The resolution of March 23, 1940 paved the way for a separate homeland for the Muslims of India after a long-drawn struggle against colonial rule.
However, since independence on August 14, 1947, our state is still caught in various conflicts – economic disparities, disharmony between the centre and the provinces, poverty, apathy towards the less-privileged, militancy, religious and political intolerance, horse trading, ‘accountability’ (sic) for refusing to change party loyalty or being defiant, interference in judicial independence, corruption, endless debates about the real motives for the creation of Pakistan, witch-hunts in the name of ideology and undemocratic interventions in politics, just to mention a few.
Since its inception, Pakistan faced the daunting challenge of establishing true democratic polity based on constitutional supremacy, rule of law and equity. Long military rules and experiments of ‘controlled democracy’ denied the people of Pakistan their sovereign right of self-governance, for which many had lost their lives to secure independence from the British Raj.
The dictatorial rules muzzled all the state organs – especially the judiciary which became an approving arm for many unconstitutional rules. However, the defiance demonstrated on March 9, 2007 was a starting point that culminated in the restitution of judges on March 16, 2009. The apex court thereafter passed many judgements atoning for its past, but its decisions remain unimplemented, rather openly defied.
From 2009 to 2018, the Supreme Court took many suo-motu cases under Article 184(3) of the constitution. There has always been severe criticism from many quarters, especially those in power, that the judiciary is ‘transgressing its constitutionally-defined limits’. Unfortunately, political polarisation since then and selective accountability have diluted the valiant common struggle waged by all segments of society, most notably by lawyers, media, social and political activists, for restoration of an independent judiciary. People are not getting their fundamental rights and there is disillusionment about the ‘justice’ promised by the ruling Pakistan Tehreek-e-Insaf (PTI) with the help of coalition partners. It is a consensus that there is a need for rule of law and good governance and strict enforcement of the constitution, as these alone can put an end to the recurrent chaos in the state.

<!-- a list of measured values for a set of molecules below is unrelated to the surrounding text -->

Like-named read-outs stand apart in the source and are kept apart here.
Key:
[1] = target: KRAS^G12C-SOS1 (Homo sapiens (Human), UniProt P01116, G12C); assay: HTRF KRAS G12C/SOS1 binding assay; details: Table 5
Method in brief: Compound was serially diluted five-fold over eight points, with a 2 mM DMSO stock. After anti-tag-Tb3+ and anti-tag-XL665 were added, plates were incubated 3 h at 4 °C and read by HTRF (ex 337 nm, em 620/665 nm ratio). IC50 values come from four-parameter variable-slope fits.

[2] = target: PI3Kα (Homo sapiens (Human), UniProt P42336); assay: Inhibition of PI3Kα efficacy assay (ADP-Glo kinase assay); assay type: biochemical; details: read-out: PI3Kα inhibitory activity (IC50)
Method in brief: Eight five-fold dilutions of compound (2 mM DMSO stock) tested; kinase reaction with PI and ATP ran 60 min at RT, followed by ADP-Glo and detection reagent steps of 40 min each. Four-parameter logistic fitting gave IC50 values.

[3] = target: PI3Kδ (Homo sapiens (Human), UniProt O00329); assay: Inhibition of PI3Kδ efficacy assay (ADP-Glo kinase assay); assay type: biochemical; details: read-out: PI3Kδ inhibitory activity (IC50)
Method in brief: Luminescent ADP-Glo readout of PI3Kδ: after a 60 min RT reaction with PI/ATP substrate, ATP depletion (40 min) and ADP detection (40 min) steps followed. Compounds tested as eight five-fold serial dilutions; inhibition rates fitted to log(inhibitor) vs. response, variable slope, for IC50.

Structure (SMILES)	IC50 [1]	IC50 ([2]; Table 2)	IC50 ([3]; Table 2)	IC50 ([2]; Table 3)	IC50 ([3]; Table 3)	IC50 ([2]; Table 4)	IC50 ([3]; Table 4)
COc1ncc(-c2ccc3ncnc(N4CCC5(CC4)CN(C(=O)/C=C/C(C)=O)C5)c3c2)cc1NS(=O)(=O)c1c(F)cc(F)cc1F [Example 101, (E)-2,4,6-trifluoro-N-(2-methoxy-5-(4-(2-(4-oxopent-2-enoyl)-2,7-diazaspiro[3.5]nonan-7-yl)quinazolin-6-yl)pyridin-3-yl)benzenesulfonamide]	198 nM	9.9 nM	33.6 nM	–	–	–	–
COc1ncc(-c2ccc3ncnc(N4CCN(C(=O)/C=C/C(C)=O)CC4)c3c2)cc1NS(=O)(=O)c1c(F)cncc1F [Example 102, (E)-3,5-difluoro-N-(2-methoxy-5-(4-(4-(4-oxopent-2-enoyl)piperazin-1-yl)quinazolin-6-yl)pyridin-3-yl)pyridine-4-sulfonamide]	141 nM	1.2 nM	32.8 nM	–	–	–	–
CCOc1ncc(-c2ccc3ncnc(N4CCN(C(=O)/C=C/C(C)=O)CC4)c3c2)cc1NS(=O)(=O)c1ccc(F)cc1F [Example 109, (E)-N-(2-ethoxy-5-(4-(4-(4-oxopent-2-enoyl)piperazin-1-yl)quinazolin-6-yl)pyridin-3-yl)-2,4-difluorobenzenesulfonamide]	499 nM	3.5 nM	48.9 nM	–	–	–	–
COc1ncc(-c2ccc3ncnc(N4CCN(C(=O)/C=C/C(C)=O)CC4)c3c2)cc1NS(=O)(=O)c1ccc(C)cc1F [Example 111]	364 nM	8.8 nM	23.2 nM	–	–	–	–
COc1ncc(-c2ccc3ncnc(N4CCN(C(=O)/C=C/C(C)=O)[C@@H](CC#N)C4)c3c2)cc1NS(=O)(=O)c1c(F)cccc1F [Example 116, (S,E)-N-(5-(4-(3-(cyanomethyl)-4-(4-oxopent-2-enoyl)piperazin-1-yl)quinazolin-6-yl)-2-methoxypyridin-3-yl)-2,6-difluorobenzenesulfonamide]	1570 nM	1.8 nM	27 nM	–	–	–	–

Our history is marred by anti-people and autocratic rules, military and civilian alike. The Asghar Khan case revealed the sordid events of our past: how the mighty tried to ignore and distort the people’s mandate. This was and still remains the main factor behind the collective failure of all to establish a democratic polity. The role of the judiciary in validating coups is lamentable as well. Like all other institutions, the judiciary in the post-independence period suffered due to weak democratic traditions, the fight between economic vested interests, the rivalry of influential politicians and the bitter power struggle between the landowner cliques and the civil-military bureaucracy.
As the ‘press and the nation rise and fall together’, the same is true for the judiciary. It is true that no organ of the state works in isolation from socio-economic-political conditions, but it is also a fact that the present-day Supreme Court is again faced with a historic challenge to prove that those who judge others have nothing to hide. Once the higher judiciary becomes transparent by voluntary declarations, the mighty will have to follow suit to prove the supremacy of the constitution.
In the wake of March 16, 2009, the nation was very enthusiastic about the dispensation of justice. All were expecting the establishment of representative democracy and effective accountability, but instead they witnessed mounting tension amongst different organs of the state. Administration and dispensation of justice in Pakistan has till today been a distant dream. In the wake of some decisions like: Chief Justice of Pakistan Mr Iftikhar Muhammad Chaudhry v President of Pakistan PLD 2010 SC 61, and Dr Mobashir Hassan & Others v Federation of Pakistan & Others PLD 2010 SC 1, the hope for rule of law, social justice and economic equality did temporarily emerge but was ruthlessly throttled by the ruling elites.
On the occasion of March 23, 2021 [the 81st Pakistan Day], we as a nation must make a resolve to ensure the supremacy of the constitution and strict adherence to rule of law. If no action is taken against the violators of the laws of the land, especially the supreme law of the land, then what is the meaning of the supremacy of the constitution?
It is time we revived the resolve of the founders of Pakistan for a true democratic rule and accountability of all – not just selective accountability of some politicians or of someone being seen as defiant. This process of accountability should be strictly as per law and across the board, fulfilling all requirements of Article 10A of the constitution.
The writer is an advocate of the Supreme Court and adjunct faculty at LUMS.